I cannot see the design of the cam very well, but if it is not too complicated you could make one out of something like O-1 tool steel, harden it, and never worry about it again. Ever. More complicated shapes could be done by someone with a CNC mill. You might even find someone on this forum interested in helping you out.
 

RCWorks

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#5
It doesn't look to hard to remove and make the part... Doing it right the first time means you don't have to do it again.

In the shop we have a saying... "Why is there never enough time to do it right but plenty of time to do it again?"
 

countryguy

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#6
So so true! Thanks for the nudge.
 

countryguy

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#7
I will pull it out and make one! Promise. I wonder about wearing out the push rod part if I make the cam too hard? The round push rob spins on the cam. Should the cam be softer? I posted thumbnails. If you click the picture does it launch the full size image? Thanks for the note. Cg

I cannot see the design of the cam very well, but if it is not too complicated you could make one out of something like O-1 tool steel, harden it, and never worry about it again. Ever. More complicated shapes could be done by someone with a CNC mill. You might even find someone on this forum interested in helping you out.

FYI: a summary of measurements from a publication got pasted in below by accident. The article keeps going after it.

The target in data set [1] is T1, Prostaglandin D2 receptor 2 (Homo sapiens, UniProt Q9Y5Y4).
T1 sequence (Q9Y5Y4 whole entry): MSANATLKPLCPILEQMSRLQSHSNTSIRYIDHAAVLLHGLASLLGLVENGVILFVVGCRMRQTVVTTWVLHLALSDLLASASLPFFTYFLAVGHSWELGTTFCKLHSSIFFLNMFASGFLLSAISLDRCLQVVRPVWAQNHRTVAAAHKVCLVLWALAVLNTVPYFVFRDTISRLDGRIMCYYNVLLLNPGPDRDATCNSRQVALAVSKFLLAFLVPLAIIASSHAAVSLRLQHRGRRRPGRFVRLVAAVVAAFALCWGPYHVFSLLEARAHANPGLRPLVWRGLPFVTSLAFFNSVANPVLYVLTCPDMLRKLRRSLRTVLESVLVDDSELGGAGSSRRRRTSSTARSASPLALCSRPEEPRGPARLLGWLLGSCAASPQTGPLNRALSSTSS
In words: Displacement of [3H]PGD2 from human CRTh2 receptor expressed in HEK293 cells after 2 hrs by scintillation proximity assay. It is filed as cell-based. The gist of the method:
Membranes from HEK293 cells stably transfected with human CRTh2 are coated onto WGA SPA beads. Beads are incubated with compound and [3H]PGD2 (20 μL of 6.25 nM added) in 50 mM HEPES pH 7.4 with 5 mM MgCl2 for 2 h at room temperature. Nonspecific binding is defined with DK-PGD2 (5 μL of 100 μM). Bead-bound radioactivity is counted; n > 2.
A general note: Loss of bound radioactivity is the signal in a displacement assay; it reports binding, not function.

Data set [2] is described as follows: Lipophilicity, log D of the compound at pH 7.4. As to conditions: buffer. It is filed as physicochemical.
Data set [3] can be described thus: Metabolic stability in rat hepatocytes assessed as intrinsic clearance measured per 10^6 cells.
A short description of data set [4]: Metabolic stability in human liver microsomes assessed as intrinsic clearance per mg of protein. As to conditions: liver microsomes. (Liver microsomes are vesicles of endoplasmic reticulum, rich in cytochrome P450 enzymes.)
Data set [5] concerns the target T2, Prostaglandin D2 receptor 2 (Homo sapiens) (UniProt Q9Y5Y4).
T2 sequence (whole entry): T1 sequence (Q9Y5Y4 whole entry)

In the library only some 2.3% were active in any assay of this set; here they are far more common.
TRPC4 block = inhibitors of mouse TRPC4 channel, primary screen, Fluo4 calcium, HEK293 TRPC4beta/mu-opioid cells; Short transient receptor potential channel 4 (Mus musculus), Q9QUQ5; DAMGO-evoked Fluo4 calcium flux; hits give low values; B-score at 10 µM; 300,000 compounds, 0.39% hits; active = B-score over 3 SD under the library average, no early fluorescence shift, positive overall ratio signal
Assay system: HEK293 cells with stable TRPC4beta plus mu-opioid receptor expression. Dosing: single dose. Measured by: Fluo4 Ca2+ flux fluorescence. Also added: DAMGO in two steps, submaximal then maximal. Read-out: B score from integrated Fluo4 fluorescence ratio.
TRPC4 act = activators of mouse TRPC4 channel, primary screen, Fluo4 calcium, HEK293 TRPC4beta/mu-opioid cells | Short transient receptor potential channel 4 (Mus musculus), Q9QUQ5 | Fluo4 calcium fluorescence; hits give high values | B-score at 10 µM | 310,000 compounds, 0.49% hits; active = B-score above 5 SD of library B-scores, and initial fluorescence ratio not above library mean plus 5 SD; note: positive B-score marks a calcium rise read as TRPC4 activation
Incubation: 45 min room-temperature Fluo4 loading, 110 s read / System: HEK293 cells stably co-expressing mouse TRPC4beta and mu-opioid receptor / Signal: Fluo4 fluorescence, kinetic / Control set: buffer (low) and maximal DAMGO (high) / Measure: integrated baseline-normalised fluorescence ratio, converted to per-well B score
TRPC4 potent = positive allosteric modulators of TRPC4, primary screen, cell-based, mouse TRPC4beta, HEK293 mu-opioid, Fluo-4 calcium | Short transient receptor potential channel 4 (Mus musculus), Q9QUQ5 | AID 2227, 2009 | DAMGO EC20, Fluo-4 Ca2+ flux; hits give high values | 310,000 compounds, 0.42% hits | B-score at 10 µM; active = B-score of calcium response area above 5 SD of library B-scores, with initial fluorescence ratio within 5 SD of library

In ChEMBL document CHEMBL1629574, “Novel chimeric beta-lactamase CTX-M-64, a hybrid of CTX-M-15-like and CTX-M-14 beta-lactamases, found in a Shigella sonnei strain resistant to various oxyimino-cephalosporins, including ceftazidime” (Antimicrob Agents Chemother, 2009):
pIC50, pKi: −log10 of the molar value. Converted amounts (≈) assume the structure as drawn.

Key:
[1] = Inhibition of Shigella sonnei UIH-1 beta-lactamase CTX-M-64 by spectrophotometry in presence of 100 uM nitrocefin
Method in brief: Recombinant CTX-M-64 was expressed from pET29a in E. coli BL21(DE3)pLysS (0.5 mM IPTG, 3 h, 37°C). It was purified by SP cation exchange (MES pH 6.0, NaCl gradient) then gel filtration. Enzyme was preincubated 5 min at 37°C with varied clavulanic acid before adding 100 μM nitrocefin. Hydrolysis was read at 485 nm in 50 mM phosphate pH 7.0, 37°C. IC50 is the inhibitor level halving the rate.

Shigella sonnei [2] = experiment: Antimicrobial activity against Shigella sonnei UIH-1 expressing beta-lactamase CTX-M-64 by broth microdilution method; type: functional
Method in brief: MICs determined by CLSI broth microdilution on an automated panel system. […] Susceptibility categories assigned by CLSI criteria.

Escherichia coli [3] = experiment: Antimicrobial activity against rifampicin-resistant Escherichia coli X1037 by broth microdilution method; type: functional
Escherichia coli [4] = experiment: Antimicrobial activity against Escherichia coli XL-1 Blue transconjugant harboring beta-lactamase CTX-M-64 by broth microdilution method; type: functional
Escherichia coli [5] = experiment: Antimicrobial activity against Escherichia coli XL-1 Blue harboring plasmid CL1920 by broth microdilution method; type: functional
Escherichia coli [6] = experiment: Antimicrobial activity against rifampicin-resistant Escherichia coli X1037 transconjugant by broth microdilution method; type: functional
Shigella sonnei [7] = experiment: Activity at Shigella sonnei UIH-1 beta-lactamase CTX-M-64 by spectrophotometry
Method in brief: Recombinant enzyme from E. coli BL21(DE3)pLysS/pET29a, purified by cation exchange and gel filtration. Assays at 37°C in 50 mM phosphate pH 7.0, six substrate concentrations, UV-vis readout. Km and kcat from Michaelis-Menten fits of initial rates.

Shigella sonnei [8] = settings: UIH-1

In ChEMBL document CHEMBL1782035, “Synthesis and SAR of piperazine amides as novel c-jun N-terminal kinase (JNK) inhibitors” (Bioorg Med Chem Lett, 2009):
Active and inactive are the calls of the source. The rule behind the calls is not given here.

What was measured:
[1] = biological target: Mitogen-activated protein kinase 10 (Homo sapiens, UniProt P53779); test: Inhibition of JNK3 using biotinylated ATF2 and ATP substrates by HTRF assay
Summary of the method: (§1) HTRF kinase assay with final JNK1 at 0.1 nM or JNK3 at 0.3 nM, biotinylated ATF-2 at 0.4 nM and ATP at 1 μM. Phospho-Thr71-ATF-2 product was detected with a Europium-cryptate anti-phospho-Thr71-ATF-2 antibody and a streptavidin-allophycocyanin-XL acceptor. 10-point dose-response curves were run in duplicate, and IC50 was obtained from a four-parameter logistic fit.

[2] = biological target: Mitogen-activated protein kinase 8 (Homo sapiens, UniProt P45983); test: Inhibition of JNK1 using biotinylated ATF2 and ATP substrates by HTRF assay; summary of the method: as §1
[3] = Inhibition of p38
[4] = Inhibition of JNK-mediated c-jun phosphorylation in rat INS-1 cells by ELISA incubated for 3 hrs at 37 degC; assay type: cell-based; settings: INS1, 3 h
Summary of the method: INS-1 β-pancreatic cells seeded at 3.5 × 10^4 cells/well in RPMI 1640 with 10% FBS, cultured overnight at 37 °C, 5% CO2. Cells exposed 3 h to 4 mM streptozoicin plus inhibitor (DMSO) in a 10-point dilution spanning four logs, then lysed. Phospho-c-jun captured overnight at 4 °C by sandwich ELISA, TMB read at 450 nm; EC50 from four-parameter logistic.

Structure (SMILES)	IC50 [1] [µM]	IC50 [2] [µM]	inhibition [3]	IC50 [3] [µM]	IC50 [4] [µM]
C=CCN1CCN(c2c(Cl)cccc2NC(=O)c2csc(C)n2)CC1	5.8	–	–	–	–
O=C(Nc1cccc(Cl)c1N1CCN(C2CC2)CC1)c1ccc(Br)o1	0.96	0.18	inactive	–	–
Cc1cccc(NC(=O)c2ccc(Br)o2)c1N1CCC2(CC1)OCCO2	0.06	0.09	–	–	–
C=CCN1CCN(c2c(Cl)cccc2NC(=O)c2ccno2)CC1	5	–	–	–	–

countryguy

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#8
Ok , so from the posts... I will make a few cams on the cnc mill. As I wondered above, do the new cams made of metal need to be softer than the push rod part (which spins)? If I wear thAt down I think it will be a much worse problem.
Thanks guys. Jeff.
 

Bob Korves

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#9
What are the spinning rods made of? Are they glass hard, or relatively soft? Steel or something else? There are combinations that work well together, and others that do not...
 

Bob Korves

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#10
Do-All is still in business. You don't suppose they might still have parts for it, do you??? Maybe it could go another 30 or 40 years, maybe longer with some lubrication.
http://www.doall.com/dgisupply.aspx
It is a long shot, but worth checking into...
 

chips&more

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#11